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Roaring toward disaster

EDITOR: The president loves to rave about the roaring economy, and those who support him clap with glee. As with many things coming out of this administration, it is a based on false premises.

I will only mention three concerns. First, by all but eliminating science from the Environmental Protection Agency, and bulldozing toward deregulating the protections we need for safety and the health of the planet, discharged carbons will continue to accelerate.

Second, the so-called middle-class tax cut, which benefited the wealthy and big business, has deficits soaring. The dishing out haphazardly of tariffs has the administration giving our tax money to farmers who didn’t want these tariffs in the first place.

Lastly, the assault on our workforce, especially the immigrants and lower-rung folks, will leave vital work undone. Who will clean the hotel rooms, cook the food served in restaurants or pick the food from the farms?

By ignoring the consequences of these policies, the economy is roaring toward disaster. This is just a hunch, but in two years, by the end of this term, even the GOP base may be ready for the incredible repair work that will need to happen.

NOEL J. O’NEILL

Willits

Rendering a verdict

EDITOR: In a recent letter, the writer casts doubt on Christine Blasey Ford’s “100 percent” certain identification of Brett Kavanaugh as the person who sexually assaulted her (“The verdict,” Thursday). The writer believes Kavanaugh is innocent of Ford’s charge and concludes: “What verdict would you render as a jury member?”

When the background investigation was reopened by Sen. Jeff Flake, it’s unfortunate that the White House restricted its scope, with the result that the FBI only interviewed nine persons over five days. It appears that more than 40 additional persons — including high school friends and college roommates — had been identified as potential witnesses.

Several of the potential witnesses (not interviewed by the FBI) have given their accounts in public, and their accounts differ substantially with many of Kavanaugh’s statements given under oath.

It will be catastrophic if Kavanaugh is confirmed by the Senate and solid proof emerges over the next few months that Ford’s charge was true or that Kavanaugh committed perjury before the Senate Judiciary Committee.

Obviously, either Ford or Kavanaugh is lying. Based on their testimony, I believe Ford.

BILL WRIGHTSON

Santa Rosa

False allure of debt

EDITOR: It is sad to see the Press Democrat editorial board unable to pass on endorsing any tax increase. Bond measures are just that, but the horrible part is that they enable us to enjoy the benefits now, while our children pay the taxes later.

At the same time, bonds send billions of dollars in profits for the bondholders and sellers. So while that act of compassion seems wonderful, realize that the majority of your money will go to the wealthiest Americans or institutions that buy the bonds, which are often used to offset their income taxes as the profits from the interest are tax free.

If these ideas are indeed solid ones, then let’s increase our current taxes and pay for them ourselves. We have already given $21 trillion of debt to our offspring; there is no justification for any more.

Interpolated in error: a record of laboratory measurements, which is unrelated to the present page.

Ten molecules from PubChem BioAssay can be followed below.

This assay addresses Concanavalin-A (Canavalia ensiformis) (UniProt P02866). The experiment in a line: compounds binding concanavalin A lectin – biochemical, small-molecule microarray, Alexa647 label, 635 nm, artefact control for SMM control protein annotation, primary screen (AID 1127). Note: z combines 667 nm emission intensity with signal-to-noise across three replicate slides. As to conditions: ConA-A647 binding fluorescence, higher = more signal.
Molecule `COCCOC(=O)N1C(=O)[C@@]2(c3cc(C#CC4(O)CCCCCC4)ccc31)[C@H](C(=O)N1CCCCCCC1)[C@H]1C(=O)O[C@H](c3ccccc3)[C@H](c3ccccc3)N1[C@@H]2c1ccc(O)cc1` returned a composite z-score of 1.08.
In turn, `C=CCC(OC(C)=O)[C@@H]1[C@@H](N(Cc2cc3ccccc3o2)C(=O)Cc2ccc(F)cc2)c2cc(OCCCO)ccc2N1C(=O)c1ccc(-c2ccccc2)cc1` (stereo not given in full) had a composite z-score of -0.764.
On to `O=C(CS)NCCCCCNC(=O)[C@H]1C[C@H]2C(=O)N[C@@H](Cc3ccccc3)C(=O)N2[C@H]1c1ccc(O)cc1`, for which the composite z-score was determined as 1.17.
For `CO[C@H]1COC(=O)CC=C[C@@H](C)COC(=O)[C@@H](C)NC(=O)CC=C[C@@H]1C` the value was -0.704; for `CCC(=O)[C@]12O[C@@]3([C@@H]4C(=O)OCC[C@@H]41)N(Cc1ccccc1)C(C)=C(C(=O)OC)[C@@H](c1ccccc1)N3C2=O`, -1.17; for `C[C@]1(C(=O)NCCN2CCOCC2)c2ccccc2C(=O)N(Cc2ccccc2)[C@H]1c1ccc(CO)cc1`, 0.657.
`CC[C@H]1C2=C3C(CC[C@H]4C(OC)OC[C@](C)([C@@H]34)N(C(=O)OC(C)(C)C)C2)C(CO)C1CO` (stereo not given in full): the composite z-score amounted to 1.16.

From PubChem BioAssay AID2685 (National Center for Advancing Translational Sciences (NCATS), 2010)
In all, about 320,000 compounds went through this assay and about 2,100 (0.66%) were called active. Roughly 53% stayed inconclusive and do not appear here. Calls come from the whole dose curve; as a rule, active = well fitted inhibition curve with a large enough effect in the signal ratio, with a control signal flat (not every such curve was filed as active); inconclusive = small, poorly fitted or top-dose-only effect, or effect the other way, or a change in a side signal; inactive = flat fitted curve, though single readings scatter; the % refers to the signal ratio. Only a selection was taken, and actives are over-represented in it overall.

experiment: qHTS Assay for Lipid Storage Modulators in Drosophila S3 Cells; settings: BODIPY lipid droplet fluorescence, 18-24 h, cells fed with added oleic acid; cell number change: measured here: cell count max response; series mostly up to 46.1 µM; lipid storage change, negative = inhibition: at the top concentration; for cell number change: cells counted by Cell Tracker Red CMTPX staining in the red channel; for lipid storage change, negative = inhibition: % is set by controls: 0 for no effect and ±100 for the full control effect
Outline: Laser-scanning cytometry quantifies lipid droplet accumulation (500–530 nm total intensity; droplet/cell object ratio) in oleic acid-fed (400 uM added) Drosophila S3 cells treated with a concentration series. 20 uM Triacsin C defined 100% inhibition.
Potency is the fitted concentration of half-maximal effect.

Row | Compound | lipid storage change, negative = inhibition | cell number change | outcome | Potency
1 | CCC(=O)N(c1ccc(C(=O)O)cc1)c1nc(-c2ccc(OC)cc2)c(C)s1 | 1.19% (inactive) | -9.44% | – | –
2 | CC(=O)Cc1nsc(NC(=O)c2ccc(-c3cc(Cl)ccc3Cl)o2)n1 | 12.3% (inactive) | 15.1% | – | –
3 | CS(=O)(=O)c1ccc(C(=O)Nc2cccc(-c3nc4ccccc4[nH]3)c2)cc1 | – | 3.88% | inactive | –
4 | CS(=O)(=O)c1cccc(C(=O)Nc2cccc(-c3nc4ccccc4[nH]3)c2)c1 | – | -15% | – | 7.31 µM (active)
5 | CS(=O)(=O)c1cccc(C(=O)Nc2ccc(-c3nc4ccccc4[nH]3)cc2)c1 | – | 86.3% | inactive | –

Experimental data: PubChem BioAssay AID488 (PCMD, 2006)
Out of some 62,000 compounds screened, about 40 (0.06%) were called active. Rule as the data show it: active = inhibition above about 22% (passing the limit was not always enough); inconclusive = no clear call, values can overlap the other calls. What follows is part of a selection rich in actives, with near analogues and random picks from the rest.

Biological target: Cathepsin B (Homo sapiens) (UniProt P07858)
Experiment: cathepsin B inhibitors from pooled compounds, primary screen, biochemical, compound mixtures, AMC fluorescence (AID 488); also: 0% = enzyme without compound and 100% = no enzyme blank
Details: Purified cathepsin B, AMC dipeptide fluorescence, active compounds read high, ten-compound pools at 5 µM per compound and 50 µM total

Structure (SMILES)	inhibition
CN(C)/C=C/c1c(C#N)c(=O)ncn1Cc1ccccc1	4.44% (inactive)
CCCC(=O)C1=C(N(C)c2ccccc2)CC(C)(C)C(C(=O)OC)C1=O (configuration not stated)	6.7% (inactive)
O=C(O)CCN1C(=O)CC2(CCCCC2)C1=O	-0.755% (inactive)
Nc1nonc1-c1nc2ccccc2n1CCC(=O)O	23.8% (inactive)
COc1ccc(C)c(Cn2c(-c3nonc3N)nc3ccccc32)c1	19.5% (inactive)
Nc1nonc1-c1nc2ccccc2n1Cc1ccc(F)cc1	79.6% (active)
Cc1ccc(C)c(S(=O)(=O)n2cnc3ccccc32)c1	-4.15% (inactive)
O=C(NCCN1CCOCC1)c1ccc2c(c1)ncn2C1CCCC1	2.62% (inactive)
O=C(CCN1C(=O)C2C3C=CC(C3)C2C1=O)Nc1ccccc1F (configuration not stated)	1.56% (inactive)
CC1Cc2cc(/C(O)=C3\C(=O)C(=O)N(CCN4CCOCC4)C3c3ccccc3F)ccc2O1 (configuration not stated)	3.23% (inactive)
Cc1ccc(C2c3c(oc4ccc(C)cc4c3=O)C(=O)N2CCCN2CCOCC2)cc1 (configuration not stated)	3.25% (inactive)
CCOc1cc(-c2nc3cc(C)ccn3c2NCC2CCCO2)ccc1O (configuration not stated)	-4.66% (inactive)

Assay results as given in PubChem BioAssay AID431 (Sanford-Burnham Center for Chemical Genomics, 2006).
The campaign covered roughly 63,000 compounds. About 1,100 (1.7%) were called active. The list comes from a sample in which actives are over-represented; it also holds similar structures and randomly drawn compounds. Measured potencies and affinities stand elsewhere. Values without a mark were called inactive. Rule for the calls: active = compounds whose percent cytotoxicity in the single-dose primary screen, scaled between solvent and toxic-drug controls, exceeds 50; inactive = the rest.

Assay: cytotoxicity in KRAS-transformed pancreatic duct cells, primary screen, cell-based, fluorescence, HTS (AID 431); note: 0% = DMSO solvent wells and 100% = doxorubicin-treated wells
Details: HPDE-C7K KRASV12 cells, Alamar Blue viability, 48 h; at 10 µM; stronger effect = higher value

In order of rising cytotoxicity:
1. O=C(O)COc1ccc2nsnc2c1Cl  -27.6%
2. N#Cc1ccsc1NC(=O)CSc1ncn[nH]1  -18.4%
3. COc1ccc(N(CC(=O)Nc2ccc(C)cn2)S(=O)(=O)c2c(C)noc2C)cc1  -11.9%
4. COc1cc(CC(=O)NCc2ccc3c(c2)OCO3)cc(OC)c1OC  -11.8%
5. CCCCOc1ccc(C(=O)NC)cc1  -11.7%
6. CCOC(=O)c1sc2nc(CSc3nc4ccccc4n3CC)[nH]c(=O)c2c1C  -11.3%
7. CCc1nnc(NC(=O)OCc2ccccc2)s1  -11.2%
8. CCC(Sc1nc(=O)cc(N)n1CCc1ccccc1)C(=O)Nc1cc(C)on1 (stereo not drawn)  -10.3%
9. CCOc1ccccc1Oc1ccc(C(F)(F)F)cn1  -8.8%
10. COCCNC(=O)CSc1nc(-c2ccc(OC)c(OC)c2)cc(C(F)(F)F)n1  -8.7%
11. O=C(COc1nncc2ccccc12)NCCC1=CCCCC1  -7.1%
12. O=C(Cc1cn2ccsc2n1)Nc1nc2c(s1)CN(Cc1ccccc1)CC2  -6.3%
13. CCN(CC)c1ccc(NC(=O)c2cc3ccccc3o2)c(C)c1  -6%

ALAN PETTY

Santa Rosa

Candidate: No conflict

EDITOR: City Council members face many tough votes, especially on land use. These decisions can have long-term impacts, but it doesn’t make sense to judge a candidate for public office by one possible position on a specific project.

Not every project is the same, and the future of the former hospital site on Chanate Road is worthy of extra attention. That’s why I’ve met with local residents on both sides of the debate. The Friends of Chanate have hard questions, but the voice of local residents must be respected.

I’ve now spoken with an attorney, who advised me that my work on a women’s shelter on the site will not prevent me from casting a vote if this comes to the Santa Rosa City Council.

The future is unclear. The original project proposal is now stalled. This is the perfect opportunity to re-engage the community in a more inclusive and accessible process. If elected to the Santa Rosa City Council, I will ensure neighbors’ voices are heard.

As the only candidate who is a renter, I understand the struggle to secure more affordable housing. But we need to build more housing in the right way, not the quick way. Let’s start that work now.

MARY WATTS

Santa Rosa

A universal warning

EDITOR: I grew up and lived at the edge of a large Midwestern town. We could hear a siren located at the fire station that was sounded when a tornado was heading toward our town.

San Francisco installed 50 air raid sirens in 1942. In 2005, using $2.5 million in federal funding, the city updated those 50 and added 90 sirens. Those sirens are capable of broadcasting in three languages. Sonoma County and the city of San Francisco are the same in that both are made up of mixed terrain. All Sonoma County residents need to be treated alike, to be warned by sirens sounding.

Technology can help warn residents and give them updates, but when the power goes out as it did in October 2017, those systems fail. Depending on technology, or someone knocking on one’s door, cannot and must not be the only forms of warning.

I am encouraged that Sonoma County is pursuing the idea of installing sirens.

BRENDA STEELE

Santa Rosa

You can send a letter to the editor at letters@pressdemocrat.com

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